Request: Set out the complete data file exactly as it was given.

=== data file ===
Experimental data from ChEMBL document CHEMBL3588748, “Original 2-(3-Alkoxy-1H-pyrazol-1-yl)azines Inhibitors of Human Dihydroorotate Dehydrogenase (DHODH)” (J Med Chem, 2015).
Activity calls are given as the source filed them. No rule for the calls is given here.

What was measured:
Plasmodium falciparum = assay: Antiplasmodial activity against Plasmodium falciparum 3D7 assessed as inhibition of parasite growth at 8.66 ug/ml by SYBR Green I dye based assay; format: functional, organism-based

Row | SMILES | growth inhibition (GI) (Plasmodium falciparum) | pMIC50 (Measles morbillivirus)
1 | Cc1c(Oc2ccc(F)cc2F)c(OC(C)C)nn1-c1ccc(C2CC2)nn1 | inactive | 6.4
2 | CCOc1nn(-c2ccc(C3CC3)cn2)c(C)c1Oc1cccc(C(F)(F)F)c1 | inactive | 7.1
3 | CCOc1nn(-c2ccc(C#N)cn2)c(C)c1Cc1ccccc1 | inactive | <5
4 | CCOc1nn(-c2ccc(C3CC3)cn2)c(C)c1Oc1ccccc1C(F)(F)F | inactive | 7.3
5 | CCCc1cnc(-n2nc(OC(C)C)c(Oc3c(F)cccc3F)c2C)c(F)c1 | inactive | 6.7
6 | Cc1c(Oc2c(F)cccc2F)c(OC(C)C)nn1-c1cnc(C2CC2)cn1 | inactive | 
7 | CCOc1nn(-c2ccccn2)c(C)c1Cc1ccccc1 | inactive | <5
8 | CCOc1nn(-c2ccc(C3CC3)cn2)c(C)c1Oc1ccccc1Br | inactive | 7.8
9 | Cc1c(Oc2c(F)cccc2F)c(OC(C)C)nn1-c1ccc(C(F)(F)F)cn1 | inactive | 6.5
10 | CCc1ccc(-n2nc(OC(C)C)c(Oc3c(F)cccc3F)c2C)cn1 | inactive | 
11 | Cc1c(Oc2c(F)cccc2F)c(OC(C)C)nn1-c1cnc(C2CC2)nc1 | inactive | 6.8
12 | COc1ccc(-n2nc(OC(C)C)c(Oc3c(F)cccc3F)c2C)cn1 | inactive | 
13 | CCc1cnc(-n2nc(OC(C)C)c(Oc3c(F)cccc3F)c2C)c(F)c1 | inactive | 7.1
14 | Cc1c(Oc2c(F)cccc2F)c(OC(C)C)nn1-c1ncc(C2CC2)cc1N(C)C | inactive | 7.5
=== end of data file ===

Experimental data from ChEMBL document CHEMBL3588748, “Original 2-(3-Alkoxy-1H-pyrazol-1-yl)azines Inhibitors of Human Dihydroorotate Dehydrogenase (DHODH)” (J Med Chem, 2015).
Activity calls are given as the source filed them. No rule for the calls is given here.

What was measured:
Plasmodium falciparum = assay: Antiplasmodial activity against Plasmodium falciparum 3D7 assessed as inhibition of parasite growth at 8.66 ug/ml by SYBR Green I dye based assay; format: functional, organism-based

Row | SMILES | growth inhibition (GI) (Plasmodium falciparum) | pMIC50 (Measles morbillivirus)
1 | Cc1c(Oc2ccc(F)cc2F)c(OC(C)C)nn1-c1ccc(C2CC2)nn1 | inactive | 6.4
2 | CCOc1nn(-c2ccc(C3CC3)cn2)c(C)c1Oc1cccc(C(F)(F)F)c1 | inactive | 7.1
3 | CCOc1nn(-c2ccc(C#N)cn2)c(C)c1Cc1ccccc1 | inactive | <5
4 | CCOc1nn(-c2ccc(C3CC3)cn2)c(C)c1Oc1ccccc1C(F)(F)F | inactive | 7.3
5 | CCCc1cnc(-n2nc(OC(C)C)c(Oc3c(F)cccc3F)c2C)c(F)c1 | inactive | 6.7
6 | Cc1c(Oc2c(F)cccc2F)c(OC(C)C)nn1-c1cnc(C2CC2)cn1 | inactive | 
7 | CCOc1nn(-c2ccccn2)c(C)c1Cc1ccccc1 | inactive | <5
8 | CCOc1nn(-c2ccc(C3CC3)cn2)c(C)c1Oc1ccccc1Br | inactive | 7.8
9 | Cc1c(Oc2c(F)cccc2F)c(OC(C)C)nn1-c1ccc(C(F)(F)F)cn1 | inactive | 6.5
10 | CCc1ccc(-n2nc(OC(C)C)c(Oc3c(F)cccc3F)c2C)cn1 | inactive | 
11 | Cc1c(Oc2c(F)cccc2F)c(OC(C)C)nn1-c1cnc(C2CC2)nc1 | inactive | 6.8
12 | COc1ccc(-n2nc(OC(C)C)c(Oc3c(F)cccc3F)c2C)cn1 | inactive | 
13 | CCc1cnc(-n2nc(OC(C)C)c(Oc3c(F)cccc3F)c2C)c(F)c1 | inactive | 7.1
14 | Cc1c(Oc2c(F)cccc2F)c(OC(C)C)nn1-c1ncc(C2CC2)cc1N(C)C | inactive | 7.5